Essentials Of Networking Flashcards Preview

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Flashcards in Essentials Of Networking Deck (66)
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1

Any computing device connected to a network

Host

2

Your computer

Local Host

3

Not your computer

Remote Host

4

A remote computer that stores the files that make up a Web site. Used server programs to store and share data

Web Server

5

Two popular Web server programs

Apache HTTP Server and Microsoft Internet Information Services (IIS)

6

Computer that has enabled a printer-sharing program built into Windows so that other computers on the network can use the printer

Print Server

7

A networked host that enables you to access a bunch of files and folders

File Server

8

The networked host you use to access email messages

Mail Server

9

Expansion card or motherboard interface that enables a PC to connect to a network via a network cable. A wireless one enables connection via radio waves rather than a physical cable

Network Interface Controllers (NICs)

10

Unique 48-bit address assigned to each network card. IEEE assigns blocks of possible addresses to various NIC manufacturers to help ensure that the address is always unique. The Data Link Layer of the OSI model uses these to locate machines

Media Access Control (MAC) address

11

Name coined by Xerox for the first standard of network cabling and protocols that define everything necessary to get data from one computer to another. Since its inception, it has gone through hundreds of improvements and even forms the basis of wireless networking signals

Ethernet

12

Improvement in Ethernet in areas such as speed, signaling, and cabling

Ethernet Flavors

13

Ethernet cabling system designed to run at 10 Mbps on twisted pair cabling

10BaseT

14

Ethernet cabling system designed to run at 100 Mbps on twisted pair cabling. Also called Fast Ethernet

100BaseT

15

Ethernet cabling system designed to run at 1000 Mbps on twisted pair cabling. Also called Gigabit Ethernet

1000BaseT

16

A hybrid network topology where the computers all connect to a central bus - a switch - and have a layout resembling a star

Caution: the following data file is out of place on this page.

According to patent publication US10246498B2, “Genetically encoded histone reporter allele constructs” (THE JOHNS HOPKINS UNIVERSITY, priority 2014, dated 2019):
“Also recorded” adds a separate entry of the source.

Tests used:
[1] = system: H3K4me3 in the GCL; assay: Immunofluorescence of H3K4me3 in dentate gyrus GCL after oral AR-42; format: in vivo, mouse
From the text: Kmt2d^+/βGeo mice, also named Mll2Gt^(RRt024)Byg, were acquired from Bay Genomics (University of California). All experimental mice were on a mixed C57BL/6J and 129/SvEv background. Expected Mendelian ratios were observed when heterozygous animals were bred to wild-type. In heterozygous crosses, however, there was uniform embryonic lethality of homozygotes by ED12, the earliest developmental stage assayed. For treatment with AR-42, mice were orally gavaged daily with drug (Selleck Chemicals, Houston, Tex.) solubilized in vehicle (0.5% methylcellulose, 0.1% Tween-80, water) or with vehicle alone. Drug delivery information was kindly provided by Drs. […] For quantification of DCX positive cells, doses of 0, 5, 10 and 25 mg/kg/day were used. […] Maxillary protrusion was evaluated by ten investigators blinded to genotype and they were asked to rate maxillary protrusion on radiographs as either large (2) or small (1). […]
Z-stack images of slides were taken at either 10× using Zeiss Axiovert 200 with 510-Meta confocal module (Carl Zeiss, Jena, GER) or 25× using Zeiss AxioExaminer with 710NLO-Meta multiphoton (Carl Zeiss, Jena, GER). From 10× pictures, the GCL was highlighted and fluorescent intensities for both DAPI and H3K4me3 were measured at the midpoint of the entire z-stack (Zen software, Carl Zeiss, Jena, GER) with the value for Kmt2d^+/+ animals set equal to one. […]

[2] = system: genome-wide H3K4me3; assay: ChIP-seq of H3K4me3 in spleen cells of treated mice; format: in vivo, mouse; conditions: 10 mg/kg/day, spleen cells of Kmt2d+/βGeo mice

Star Bus Topology

17

Device that filters and forwards traffic based on some criteria. A bridge and router are both examples of them. “Smart” repeater, they memorize the MAC addresses of all the connected devices and only send out repeated signals to the correct host

Network Switch

18

Electronic device that sits at the center of a star bus topology network, providing a common point for the connection of network devices. “Stupid” repeater, anything sent in one port automatically went out to all the other connected ports

Hub

19

The capacity of a network to transmit a given amount of data during a given period

Bandwidth

20

The connection between a computer and a switch. Most cable types, limited to 100 meters or less

Segment

21

The specified cabling for 10/100/1000BaseT and is the predominant cabling system used today. Consists of AWG-22-26 gauge wire twisted together into color-coded pairs. Each wire is individually insulated and encased as a group in a common jacket

Unshielded Twisted Pair (UTP) cabling

22

Standard telephone line

Cat1

23

Designed for 10-Mbps networks; a variant that used all four pairs of wires and supports 100-Mbps

Cat3

24

Designed for 100-Mbps networks

Cat5

25

Enhanced to handle 1000-Mbps networks

Cat5e

26

Supports 1000-Mbps networks at 100-meter segments; 10-Gbps networks up to 55-meters

Cat6

27

Supports 10-Gbps networks at 100-meter segments

Cat6a

28

Supports 10-Gbps networks at 100-meter segments; shielding for individual pairs reduces crosstalk and noise problems. Not an ANSI/TIA standard

Cat7

29

Consists of twisted pairs of wires surround by shielding to protect them from EMI (electromagnetic interference). Tends to be used in places with excessive electronic noise like a shop floor area with lots of lights, electric motors, or other machinery that cause problems for other cables

Shielded Twisted Pair (STP) cabling

30

Connects your telephone to the telephone jack in the wall. Supports up to 2 pairs of wires, though most phone lines use only one pair. Other pair is used to support a second phone line. Primarily used for telephone-based Internet connections

Registered Jack (RJ)-11